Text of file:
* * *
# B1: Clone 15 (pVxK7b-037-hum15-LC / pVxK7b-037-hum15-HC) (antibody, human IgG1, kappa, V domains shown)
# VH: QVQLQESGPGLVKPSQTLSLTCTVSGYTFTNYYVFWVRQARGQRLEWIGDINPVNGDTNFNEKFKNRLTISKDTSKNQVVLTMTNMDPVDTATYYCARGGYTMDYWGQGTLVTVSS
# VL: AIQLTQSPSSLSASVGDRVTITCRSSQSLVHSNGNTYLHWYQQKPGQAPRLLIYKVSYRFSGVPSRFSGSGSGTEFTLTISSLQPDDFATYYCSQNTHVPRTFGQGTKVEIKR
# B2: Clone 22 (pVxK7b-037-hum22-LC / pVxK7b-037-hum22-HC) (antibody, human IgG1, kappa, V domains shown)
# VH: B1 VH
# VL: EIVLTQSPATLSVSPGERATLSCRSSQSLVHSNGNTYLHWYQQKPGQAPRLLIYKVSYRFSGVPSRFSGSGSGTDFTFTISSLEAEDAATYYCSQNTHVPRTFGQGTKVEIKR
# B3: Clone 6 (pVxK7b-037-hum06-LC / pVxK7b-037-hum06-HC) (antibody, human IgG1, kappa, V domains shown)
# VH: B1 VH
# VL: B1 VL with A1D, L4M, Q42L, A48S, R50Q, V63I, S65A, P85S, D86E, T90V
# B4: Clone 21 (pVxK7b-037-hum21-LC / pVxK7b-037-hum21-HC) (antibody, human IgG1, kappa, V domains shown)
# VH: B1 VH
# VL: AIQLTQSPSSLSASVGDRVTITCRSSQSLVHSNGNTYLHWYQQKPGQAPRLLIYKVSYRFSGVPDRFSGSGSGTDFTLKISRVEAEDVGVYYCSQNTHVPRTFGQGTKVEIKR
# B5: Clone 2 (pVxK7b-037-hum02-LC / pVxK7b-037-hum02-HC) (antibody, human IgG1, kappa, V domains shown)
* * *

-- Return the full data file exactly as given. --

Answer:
# B1: Clone 15 (pVxK7b-037-hum15-LC / pVxK7b-037-hum15-HC) (antibody, human IgG1, kappa, V domains shown)
# VH: QVQLQESGPGLVKPSQTLSLTCTVSGYTFTNYYVFWVRQARGQRLEWIGDINPVNGDTNFNEKFKNRLTISKDTSKNQVVLTMTNMDPVDTATYYCARGGYTMDYWGQGTLVTVSS
# VL: AIQLTQSPSSLSASVGDRVTITCRSSQSLVHSNGNTYLHWYQQKPGQAPRLLIYKVSYRFSGVPSRFSGSGSGTEFTLTISSLQPDDFATYYCSQNTHVPRTFGQGTKVEIKR
# B2: Clone 22 (pVxK7b-037-hum22-LC / pVxK7b-037-hum22-HC) (antibody, human IgG1, kappa, V domains shown)
# VH: B1 VH
# VL: EIVLTQSPATLSVSPGERATLSCRSSQSLVHSNGNTYLHWYQQKPGQAPRLLIYKVSYRFSGVPSRFSGSGSGTDFTFTISSLEAEDAATYYCSQNTHVPRTFGQGTKVEIKR
# B3: Clone 6 (pVxK7b-037-hum06-LC / pVxK7b-037-hum06-HC) (antibody, human IgG1, kappa, V domains shown)
# VH: B1 VH
# VL: B1 VL with A1D, L4M, Q42L, A48S, R50Q, V63I, S65A, P85S, D86E, T90V
# B4: Clone 21 (pVxK7b-037-hum21-LC / pVxK7b-037-hum21-HC) (antibody, human IgG1, kappa, V domains shown)
# VH: B1 VH
# VL: AIQLTQSPSSLSASVGDRVTITCRSSQSLVHSNGNTYLHWYQQKPGQAPRLLIYKVSYRFSGVPDRFSGSGSGTDFTLKISRVEAEDVGVYYCSQNTHVPRTFGQGTKVEIKR
# B5: Clone 2 (pVxK7b-037-hum02-LC / pVxK7b-037-hum02-HC) (antibody, human IgG1, kappa, V domains shown)